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Road Development (West Midlands)

12. Mr. Jim Cunningham (Coventry, South) (Lab): How much funding the Government have invested in major road developments in the west midlands region since 1997. [211850]

The Parliamentary Under-Secretary of State for Transport (Mr. David Jamieson): Since 1997, we have invested around £267 million in Highways Agency and local major road developments in the west midlands region.

Mr. Cunningham: What advice does my hon. Friend give to local authorities about the development of major road schemes in relation to pollution?

Mr. Jamieson: By reducing congestion and improving junctions, we can do much to tackle pollution issues. In a constituency like my hon. Friend's, which is in close proximity to some major roads, pollution can be considerable, as can the effect it has on children. We are also taking action to encourage cleaner vehicles through fiscal measures and have taken action in Europe to reduce engine emissions. We have taken a number of measures nationally and we also encourage local authorities to take such matters seriously.

Mr. Patrick McLoughlin (West Derbyshire) (Con): One of the roads that goes through the west midlands and the east midlands is the A50. When it was built it had a concrete surface. The Secretary of State said that that surface would be replaced. When will that happen?

Mr. Jamieson: Those things will happen in order of priority, as the hon. Gentleman knows. He has seen today that several of his hon. Friends have been calling for their roads to be dealt with. All I can say to him, yet again, is that these improvements are in the programme and we are dealing with them. This Government have a policy on quieter surfaces, which of course his party never had. I ask him and his constituents to reflect on whether the Conservatives, with the cuts that they intend, would ever get around to doing that work at all.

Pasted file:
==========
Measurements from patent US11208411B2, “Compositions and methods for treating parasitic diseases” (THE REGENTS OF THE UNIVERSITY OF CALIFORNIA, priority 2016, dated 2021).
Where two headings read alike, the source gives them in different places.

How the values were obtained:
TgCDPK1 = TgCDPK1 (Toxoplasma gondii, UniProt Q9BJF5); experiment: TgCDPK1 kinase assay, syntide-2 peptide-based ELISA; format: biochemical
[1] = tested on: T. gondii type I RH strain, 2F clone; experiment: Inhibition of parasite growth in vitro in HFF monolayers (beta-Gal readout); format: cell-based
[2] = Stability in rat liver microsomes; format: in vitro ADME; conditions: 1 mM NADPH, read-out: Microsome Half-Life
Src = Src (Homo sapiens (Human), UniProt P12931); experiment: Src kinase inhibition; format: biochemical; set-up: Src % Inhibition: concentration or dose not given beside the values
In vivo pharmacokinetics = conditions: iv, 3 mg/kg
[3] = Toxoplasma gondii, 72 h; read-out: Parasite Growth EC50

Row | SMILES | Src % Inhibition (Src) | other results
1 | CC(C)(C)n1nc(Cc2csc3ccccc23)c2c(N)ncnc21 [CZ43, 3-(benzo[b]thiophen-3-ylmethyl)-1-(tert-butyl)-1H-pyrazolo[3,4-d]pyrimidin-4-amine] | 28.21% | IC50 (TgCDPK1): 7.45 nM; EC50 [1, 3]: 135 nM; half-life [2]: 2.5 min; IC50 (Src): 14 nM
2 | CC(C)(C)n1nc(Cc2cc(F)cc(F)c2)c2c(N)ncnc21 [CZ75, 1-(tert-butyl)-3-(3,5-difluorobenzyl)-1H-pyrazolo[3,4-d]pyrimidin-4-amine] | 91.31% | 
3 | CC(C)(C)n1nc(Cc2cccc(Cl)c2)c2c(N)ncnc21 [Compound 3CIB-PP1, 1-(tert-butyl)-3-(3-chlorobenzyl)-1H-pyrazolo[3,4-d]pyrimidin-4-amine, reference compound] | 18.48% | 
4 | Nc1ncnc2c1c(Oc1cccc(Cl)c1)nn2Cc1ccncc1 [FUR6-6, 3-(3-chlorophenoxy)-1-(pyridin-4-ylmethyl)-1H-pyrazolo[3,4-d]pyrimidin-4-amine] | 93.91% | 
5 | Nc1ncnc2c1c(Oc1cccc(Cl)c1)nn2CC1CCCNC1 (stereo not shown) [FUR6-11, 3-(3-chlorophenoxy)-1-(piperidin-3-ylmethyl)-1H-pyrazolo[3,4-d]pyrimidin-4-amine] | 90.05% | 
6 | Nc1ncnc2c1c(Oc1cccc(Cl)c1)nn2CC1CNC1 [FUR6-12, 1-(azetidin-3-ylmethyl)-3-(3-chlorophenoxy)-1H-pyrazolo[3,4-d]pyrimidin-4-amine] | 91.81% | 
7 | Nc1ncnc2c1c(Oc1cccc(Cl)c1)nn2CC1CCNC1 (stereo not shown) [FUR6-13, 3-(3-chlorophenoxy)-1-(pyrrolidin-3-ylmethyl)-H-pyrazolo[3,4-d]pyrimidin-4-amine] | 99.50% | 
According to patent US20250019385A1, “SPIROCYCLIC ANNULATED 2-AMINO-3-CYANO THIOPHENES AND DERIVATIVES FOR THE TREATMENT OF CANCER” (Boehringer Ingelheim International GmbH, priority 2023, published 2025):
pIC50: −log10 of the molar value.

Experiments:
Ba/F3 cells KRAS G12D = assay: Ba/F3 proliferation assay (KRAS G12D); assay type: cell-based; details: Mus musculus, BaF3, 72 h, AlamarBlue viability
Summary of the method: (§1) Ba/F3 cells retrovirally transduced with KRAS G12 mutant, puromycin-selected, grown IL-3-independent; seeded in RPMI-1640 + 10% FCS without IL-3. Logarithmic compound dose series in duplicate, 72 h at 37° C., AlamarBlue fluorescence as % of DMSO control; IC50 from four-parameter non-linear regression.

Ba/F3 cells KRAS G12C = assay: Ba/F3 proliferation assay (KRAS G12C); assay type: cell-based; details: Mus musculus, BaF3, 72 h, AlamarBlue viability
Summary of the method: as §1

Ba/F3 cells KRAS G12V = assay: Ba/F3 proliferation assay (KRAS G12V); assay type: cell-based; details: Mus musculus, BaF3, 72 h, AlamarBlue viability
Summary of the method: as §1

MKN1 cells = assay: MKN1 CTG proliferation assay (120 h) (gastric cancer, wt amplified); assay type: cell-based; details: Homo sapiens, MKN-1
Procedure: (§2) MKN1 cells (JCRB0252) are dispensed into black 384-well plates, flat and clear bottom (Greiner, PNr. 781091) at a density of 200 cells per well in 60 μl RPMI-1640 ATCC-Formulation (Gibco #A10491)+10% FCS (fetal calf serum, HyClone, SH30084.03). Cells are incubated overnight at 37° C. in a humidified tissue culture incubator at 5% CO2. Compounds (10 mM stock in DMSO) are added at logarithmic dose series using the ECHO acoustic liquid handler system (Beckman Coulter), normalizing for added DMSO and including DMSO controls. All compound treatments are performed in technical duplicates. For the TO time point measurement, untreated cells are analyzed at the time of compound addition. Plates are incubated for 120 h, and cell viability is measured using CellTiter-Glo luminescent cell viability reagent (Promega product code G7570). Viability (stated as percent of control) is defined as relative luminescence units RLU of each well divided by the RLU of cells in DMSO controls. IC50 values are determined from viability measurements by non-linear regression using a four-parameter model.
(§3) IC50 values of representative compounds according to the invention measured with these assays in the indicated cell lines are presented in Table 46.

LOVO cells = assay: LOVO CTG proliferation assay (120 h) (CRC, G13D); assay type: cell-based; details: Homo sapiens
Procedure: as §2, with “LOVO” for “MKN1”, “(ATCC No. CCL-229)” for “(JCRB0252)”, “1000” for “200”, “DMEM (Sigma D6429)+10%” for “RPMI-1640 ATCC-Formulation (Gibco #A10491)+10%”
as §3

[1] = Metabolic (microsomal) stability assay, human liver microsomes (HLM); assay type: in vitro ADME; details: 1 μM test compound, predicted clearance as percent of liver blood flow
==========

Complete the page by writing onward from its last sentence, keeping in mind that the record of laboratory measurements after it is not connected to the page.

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Mr. Brian Jenkins (Tamworth) (Lab): Does my hon. Friend realise that one of the major transport schemes in the west midlands was not publicly funded at all? It was the privately funded Birmingham north relief road. Although that has been a tremendous success in moving traffic rapidly over 27 miles, that success has created problems. Will my hon. Friend take a look at the M42, especially the section between junctions 9 and 11 where the road goes from three lanes down to two? The additional traffic constantly causes problems and hampers development in my part of the world.

Mr. Jamieson: I am well aware of the benefits that the new M6 toll has brought to the area by cutting congestion, but I am also aware that further action needs to be taken on the M42. My hon. Friend is probably aware that a substantial amount of money—nearly £72 million—has been spent on making improvements to the M42 over the last few years. We are mindful that further improvements will be needed in future for the throughput of traffic, north-south as well as east-west.


The Chancellor of the Duchy of Lancaster was asked—

Policy Co-ordination

20. Mr. Andrew Mackay (Bracknell) (Con): What recent discussions he has had with the Deputy Prime Minister on policy co-ordination. [211858]

The Chancellor of the Duchy of Lancaster (Mr. Alan Milburn): I hold a range of meetings, including meetings with Cabinet colleagues relating to my cross-Government role in the co-ordination of Government policy, my responsibilities for the work of the strategy unit and the policy directorate, my Duchy of Lancaster role and my membership of the Cabinet.

Mr. Mackay: As, like me, the Chancellor of the Duchy of Lancaster supports housing association tenants' right to buy and is opposed to their being discriminated against, how come he lost the argument with the Deputy Prime Minister over that? Was it because the Deputy Prime Minister described him to Labour Back Benchers as an over-promoted, popped-up Back Bencher?